Help us stop the use of peat compost in gardens

This Peat Free April we’re sharing tips for using peat-free compost – and urging you to write to your MP to speed up the ban on peat.
Peat free planting

A lack of clarity from DEFRA is continuing to damage precious peat habitats as a promised 2024 ban is no closer to being enforced – and we’re asking you to support an upcoming Ten Minute Bill on the ban on 16 April.

More needs to be done by the Government to ensure its proposed ban on the sale of bagged peat compost for amateur gardeners is fully implemented this year.

We’re joining forces with other organisations to ask for your support for an upcoming Ten Minute Rule Bill to ban the sale of horticultural peat. This is scheduled to be introduced to Parliament by Theresa Villiers MP on 16 April.

Please fill in the template letter here and send to your local MP.

“Despite confirming a ban would take place from 2024, there has been no new information on when this will happen, or how it will be rolled out. We’re very concerned it will be unlikely to happen in 2024,” says our chief executive Fiona Taylor.

“We also believe the ban on peat in the horticultural industry needs to be brought forward from 2026. Using peat in gardens destroys the planet and it simply isn’t necessary. Many compost manufacturers, retailers, gardeners and growers have shown it is perfectly possible to grow without peat, so we’re urging gardeners to take action now in their own gardens to protect wildlife habitats.”

Our eight tips for growing without peat today

  1. Spend as much as you can. Unfortunately cheap peat-free compost, often made from green waste, will give you poor results. Invest in your garden and growing by buying the best you can afford. We recommend Melcourt’s SylvaGrow, Dalefoot’s wool composts and Fertile Fibre.
  2. Look for the Responsible Sourcing Scheme symbol. This scheme measures bagged compost against seven criteria to assess their environmental credentials. This means you can be sure the peat-free compost you’ve brought has been made ethically with minimal energy, water and pollution and from renewable sources. Find out more.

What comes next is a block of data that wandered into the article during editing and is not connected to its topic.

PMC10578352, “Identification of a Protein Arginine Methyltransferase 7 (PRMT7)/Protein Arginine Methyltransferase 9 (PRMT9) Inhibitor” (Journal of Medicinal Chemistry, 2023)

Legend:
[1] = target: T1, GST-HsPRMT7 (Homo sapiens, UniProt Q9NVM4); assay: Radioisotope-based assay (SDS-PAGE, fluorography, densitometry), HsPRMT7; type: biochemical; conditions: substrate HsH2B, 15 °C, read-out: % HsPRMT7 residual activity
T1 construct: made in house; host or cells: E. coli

3. Check your potted plants. Clearer labelling on peat-containing products is desperately needed. Peat can be found in many pre-potted plants, mushrooms, leafy salads, and houseplants. Always check what you’re buying and make sure your garden centre or supplier knows you’d like to buy peat-free products.
  4. Water little and often. Because of their high coir and woodchip content, peat-free mixes can dry out more easily. Their coarse texture means they can appear dry on the surface but still damp further down. Check by putting your finger around 1 inch into in the soil. Don’t let them dry out otherwise they can be difficult to water again, as the water runs off the top. If this happens, sit the pot in water to let it draw up the moisture.
  5. Feed after four weeks. Most peat-free composts provide fertiliser up to four weeks, but after this you can make your own comfrey liquid feed for hungry crops and container-grown plants. Find out how to make this.
  6. Make your own compost mixes. With a bit of planning, you can reduce how much bagged peat-free you buy in and experiment with your own recipes. For sowing seeds, mix one-part garden soil (loam) with one-part well-rotted leafmould and sieve out any lumps. Find more compost recipes.
  7. Make your voice heard. Sign Garden Organic’s pledge to show the Government you want them to act sooner to ban peat use in gardens - and write to your MP ahead of 16 April!
  8. Check out Enrich the Earth. This collaborative campaign has been created by a coalition of expert organisations – including Garden Organic – to help people make more informed and impactful environmental choices. Find your perfect ‘soil mate’ and other useful information via its website.

For more advice on using peat-free compost and its benefits go to our For Peats Sake hub, where you’ll also find a free online peat-free growing course.